In J.K. Rowling’s famous tale of wizards, Harry Potter discovers something about his own heart when he stumbles upon the mysterious Mirror of Erised.
When he finds himself in front of this magic mirror, he is entranced by the image reflected back at him. On the surface of the glass he sees himself standing with his two smiling parents, both of whom had been tragically killed years before.
Erised is desire spelled backwards. Professor Dumbledore reveals to Harry that the one who looks into this enchanted glass sees inside himself, right into “the deepest, most desperate desire” of his heart. As for Harry, his heart aches for his parents, and he longs to have his family back again.
When Dumbledore catches Harry revisiting the mirror, he warns him that many have “wasted away” before this looking glass, “not knowing if what they have seen is real, or even possible.” Dumbledore knew that if Harry fixated on his deep desire, his longing gaze would become an obsession that would consume him. Such a fate for Harry would be tragic.
Now, I’m not a wizard, and I haven’t been marked on the forehead with a lightning bolt, but I have been divinely appointed and supernaturally equipped to participate in a cosmic battle of kingdoms.
And it just so happens that when I was poking around the attic of my heart, I stumbled upon a large object covered by a dusty sheet. When I pulled the cover back, I, too, discovered a mysterious looking glass. In the reflection I saw an image of something that my heart longed for, and long expected to receive.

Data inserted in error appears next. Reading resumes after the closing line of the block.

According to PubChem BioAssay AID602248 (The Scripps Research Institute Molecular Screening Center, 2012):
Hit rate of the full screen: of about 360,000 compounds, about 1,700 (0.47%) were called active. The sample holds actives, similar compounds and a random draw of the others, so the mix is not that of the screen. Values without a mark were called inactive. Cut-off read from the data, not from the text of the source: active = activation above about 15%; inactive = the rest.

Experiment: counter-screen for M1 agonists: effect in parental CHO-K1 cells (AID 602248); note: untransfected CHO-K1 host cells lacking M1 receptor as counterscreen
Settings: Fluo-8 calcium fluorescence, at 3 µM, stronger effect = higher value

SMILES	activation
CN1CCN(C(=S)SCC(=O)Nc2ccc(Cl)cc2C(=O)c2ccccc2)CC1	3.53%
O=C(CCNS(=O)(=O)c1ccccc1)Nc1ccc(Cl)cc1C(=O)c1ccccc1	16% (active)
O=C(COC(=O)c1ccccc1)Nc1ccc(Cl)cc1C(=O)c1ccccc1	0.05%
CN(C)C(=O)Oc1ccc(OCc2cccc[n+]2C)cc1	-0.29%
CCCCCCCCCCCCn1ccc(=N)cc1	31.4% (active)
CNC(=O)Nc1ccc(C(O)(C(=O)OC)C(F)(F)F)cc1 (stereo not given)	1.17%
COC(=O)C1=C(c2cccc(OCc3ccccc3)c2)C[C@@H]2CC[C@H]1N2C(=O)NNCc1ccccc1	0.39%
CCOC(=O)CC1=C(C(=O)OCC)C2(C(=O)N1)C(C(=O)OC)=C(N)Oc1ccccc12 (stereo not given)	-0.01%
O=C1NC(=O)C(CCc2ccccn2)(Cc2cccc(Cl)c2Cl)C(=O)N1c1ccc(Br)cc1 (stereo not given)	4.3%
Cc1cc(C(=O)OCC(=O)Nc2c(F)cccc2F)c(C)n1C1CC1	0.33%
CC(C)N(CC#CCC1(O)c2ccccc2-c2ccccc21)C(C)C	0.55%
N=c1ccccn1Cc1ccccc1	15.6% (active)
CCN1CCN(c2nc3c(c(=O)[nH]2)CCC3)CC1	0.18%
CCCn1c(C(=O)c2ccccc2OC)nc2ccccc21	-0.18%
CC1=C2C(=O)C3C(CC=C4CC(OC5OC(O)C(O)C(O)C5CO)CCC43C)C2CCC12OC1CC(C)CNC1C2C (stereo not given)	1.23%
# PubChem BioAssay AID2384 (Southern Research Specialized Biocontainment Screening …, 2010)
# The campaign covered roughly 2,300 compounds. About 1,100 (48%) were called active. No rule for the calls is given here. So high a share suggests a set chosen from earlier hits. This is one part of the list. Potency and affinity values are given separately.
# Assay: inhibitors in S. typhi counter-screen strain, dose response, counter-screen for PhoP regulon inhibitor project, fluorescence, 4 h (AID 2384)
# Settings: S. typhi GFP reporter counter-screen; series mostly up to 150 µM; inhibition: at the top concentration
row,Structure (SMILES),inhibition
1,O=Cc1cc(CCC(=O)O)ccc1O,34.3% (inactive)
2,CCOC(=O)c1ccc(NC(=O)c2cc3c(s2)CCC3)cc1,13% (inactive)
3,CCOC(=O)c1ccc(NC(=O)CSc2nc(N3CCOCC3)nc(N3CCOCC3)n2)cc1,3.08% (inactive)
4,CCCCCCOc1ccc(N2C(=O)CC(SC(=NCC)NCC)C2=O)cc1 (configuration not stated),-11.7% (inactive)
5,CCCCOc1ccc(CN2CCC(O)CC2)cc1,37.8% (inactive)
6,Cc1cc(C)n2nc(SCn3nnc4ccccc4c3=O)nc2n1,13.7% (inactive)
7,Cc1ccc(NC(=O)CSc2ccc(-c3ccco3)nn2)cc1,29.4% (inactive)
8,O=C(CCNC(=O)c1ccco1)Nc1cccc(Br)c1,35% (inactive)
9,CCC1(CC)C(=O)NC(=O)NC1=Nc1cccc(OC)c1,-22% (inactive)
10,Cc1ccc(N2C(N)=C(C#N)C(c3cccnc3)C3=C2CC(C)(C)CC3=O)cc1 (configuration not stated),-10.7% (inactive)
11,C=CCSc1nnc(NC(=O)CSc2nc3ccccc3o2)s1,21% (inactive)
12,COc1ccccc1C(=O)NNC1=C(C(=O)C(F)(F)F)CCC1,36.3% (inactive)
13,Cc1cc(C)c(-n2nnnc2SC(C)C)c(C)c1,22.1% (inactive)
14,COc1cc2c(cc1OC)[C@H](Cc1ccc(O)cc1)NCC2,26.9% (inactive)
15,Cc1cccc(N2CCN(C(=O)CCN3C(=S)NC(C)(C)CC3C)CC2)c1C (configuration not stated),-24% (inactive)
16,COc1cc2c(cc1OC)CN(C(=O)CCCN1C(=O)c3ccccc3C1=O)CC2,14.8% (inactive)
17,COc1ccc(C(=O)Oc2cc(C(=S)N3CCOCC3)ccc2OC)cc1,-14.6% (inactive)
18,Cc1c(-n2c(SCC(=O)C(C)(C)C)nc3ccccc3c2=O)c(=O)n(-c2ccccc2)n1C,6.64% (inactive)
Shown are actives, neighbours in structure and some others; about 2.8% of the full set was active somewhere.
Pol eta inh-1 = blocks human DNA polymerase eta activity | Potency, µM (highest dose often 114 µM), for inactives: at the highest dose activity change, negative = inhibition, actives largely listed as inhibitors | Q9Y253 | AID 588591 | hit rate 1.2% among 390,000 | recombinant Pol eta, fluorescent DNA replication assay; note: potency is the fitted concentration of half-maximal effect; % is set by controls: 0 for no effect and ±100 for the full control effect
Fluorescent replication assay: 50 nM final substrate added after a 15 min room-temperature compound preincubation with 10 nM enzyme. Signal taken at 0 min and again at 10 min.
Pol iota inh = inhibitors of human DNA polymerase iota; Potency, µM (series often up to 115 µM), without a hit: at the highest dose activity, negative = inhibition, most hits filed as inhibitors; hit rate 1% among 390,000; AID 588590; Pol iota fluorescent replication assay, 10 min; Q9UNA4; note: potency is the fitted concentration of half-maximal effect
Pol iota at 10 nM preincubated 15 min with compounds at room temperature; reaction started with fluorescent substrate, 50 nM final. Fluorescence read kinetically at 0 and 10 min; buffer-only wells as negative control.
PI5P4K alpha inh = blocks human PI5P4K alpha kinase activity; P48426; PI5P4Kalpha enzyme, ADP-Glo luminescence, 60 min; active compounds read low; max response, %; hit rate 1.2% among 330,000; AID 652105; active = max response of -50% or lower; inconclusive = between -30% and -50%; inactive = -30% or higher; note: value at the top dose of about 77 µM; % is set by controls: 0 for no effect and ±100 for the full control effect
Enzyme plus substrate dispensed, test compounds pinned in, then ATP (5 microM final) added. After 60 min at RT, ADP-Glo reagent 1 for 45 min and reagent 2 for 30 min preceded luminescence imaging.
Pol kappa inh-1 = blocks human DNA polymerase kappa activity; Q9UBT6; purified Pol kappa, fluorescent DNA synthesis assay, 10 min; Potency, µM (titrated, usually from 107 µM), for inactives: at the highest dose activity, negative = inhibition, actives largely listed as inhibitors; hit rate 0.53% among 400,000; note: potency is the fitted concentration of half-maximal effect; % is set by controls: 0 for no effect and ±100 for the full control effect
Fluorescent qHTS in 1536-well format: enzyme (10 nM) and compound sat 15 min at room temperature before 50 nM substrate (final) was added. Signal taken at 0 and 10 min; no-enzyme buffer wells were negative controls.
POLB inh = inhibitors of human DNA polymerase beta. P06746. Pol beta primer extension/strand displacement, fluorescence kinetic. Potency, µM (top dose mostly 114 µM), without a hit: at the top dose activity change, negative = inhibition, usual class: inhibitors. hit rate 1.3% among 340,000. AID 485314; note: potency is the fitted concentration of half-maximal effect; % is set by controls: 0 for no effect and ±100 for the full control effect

I sat entranced before the mirror day after day. With my eyes fixed upon the object of my desire, my expectation became a demand. The thing I wanted became a thing I couldn’t live without.
I was wasting away in front of that enchanted mirror until the Spirit came and covered the glass. Then the Spirit presented me with a gift of another mirror, and invited me to gaze upon it continually. I noticed some letters etched deeply into the ornate frame: Mirror of Epoh.
Upon looking into the glass, I saw every longing of my soul answered, every craving of my spirit satisfied, and every desire of my heart fulfilled. What I saw clearly on the surface of the glass was not a might-be, but a shall-be, not a wish, but a guarantee. When I fixed my eyes upon the Mirror of Epoh, I stopped wasting away, and started coming alive.
When we give Jesus His rightful place as the deepest desire of our hearts, we will also discover our deepest satisfaction in Him. And when we lay a firm hold of the sure hope of our future inheritance in Christ, we are able to let go of our demands to have all other desires fulfilled now.
My experience with these two mirrors has taught me that the truth about hope is always worthy of more reflection.